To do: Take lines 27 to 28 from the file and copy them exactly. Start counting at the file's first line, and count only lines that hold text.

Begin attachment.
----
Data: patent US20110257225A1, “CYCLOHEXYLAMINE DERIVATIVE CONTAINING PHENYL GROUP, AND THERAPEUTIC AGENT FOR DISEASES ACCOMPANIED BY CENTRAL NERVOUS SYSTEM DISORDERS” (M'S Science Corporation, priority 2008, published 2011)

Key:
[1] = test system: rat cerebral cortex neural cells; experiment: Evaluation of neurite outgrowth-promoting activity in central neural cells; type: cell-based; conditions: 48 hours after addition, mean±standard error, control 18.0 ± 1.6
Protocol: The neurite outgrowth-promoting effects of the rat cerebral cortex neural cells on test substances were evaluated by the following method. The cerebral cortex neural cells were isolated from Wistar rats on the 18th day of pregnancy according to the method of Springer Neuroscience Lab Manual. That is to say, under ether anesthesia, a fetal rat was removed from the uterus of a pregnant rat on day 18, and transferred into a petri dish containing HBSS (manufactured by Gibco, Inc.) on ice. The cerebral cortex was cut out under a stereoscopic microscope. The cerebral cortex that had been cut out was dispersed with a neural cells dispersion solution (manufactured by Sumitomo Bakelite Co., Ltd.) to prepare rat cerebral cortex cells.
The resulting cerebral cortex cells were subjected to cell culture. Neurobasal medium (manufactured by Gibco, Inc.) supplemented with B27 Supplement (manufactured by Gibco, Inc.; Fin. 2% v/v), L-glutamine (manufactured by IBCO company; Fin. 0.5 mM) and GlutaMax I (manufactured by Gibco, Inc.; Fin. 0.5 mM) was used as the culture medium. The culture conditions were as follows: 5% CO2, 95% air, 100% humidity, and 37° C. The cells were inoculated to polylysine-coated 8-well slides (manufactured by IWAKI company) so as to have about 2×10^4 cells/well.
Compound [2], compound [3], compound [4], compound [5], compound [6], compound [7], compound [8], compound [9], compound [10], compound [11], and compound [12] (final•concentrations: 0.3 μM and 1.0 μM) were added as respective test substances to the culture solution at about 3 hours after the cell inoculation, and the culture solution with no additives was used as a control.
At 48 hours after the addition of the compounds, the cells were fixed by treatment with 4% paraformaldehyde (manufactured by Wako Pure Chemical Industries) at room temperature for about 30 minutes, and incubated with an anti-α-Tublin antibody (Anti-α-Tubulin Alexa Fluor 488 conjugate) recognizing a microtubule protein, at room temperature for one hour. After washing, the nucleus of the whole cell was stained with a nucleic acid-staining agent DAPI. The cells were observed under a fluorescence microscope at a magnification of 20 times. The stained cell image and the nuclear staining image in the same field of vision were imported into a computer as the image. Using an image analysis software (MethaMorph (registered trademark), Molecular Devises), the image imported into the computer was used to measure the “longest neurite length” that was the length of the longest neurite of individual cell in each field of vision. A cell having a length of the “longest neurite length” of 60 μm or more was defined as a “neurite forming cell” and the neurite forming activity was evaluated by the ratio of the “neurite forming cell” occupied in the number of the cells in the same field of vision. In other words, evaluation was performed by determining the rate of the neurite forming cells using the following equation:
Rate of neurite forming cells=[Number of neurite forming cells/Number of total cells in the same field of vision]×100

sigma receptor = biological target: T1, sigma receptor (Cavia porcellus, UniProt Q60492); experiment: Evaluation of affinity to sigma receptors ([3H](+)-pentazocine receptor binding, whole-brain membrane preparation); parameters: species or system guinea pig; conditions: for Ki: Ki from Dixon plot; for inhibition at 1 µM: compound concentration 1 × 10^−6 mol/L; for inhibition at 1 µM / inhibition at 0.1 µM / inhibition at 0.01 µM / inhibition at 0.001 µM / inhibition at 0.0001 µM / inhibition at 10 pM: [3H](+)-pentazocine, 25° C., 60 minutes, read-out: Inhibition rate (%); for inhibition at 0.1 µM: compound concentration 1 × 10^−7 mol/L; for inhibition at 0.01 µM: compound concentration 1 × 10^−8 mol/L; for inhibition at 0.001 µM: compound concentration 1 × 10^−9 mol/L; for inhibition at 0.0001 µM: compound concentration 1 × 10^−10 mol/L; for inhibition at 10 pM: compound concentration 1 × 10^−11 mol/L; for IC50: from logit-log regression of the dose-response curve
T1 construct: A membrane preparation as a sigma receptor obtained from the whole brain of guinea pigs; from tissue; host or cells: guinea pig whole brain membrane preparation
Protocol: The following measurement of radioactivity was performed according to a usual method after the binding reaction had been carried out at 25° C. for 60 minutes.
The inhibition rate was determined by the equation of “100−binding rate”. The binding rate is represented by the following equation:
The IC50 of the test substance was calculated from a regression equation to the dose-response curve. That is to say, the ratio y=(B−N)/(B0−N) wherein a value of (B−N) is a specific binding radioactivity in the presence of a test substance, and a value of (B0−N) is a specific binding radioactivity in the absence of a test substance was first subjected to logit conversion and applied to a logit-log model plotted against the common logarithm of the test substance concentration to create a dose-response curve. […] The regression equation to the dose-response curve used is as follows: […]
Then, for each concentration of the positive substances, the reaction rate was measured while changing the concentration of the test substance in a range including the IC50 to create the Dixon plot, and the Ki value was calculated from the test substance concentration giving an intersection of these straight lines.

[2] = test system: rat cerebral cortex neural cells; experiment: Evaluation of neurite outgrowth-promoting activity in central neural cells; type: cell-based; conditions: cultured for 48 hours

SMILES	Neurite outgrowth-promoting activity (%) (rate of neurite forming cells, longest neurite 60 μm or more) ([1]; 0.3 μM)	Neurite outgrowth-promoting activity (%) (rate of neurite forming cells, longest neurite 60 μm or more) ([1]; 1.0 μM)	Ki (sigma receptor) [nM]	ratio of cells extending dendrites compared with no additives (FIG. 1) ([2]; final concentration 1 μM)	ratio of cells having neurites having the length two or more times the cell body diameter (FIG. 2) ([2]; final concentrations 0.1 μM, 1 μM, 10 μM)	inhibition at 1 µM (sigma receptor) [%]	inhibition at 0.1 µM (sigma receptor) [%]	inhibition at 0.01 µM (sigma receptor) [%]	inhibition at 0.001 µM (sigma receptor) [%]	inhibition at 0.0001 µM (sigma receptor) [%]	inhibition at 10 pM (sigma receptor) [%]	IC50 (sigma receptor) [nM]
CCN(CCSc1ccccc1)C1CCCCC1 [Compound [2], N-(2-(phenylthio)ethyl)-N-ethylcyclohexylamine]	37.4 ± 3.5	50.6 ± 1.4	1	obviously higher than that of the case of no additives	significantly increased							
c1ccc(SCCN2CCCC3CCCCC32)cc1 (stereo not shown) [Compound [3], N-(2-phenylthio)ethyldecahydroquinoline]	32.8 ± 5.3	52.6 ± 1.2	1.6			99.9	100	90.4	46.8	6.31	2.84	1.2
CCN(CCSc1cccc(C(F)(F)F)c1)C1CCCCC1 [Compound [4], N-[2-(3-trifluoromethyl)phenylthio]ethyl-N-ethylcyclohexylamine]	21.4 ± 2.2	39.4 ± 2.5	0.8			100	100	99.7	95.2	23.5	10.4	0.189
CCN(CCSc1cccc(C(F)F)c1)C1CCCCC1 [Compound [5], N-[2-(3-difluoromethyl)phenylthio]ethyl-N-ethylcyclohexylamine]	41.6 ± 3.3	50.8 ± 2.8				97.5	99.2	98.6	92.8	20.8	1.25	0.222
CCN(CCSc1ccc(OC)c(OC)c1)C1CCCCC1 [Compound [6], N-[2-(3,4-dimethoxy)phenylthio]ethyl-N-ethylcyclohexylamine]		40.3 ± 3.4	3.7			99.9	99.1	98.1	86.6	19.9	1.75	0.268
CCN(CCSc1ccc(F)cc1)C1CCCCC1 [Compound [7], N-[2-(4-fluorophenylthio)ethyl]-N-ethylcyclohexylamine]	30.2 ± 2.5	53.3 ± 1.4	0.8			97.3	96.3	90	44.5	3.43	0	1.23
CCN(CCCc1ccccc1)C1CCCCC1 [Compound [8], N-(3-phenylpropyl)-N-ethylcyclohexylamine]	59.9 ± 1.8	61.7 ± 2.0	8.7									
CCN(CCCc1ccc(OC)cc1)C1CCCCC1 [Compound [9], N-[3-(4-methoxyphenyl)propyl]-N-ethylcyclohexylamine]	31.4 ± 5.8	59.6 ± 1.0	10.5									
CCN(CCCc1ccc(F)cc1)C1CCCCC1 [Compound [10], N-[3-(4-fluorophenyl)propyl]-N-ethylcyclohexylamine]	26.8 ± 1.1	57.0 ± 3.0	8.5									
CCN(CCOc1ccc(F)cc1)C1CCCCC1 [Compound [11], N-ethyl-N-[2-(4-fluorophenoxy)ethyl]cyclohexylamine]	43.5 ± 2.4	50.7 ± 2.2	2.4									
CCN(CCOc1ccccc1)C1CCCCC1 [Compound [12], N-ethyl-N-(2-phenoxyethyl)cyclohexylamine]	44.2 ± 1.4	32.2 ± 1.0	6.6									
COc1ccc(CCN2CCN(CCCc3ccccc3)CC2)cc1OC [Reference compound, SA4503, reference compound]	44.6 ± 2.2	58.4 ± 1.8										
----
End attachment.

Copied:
CCN(CCOc1ccccc1)C1CCCCC1 [Compound [12], N-ethyl-N-(2-phenoxyethyl)cyclohexylamine]	44.2 ± 1.4	32.2 ± 1.0	6.6									
COc1ccc(CCN2CCN(CCCc3ccccc3)CC2)cc1OC [Reference compound, SA4503, reference compound]	44.6 ± 2.2	58.4 ± 1.8										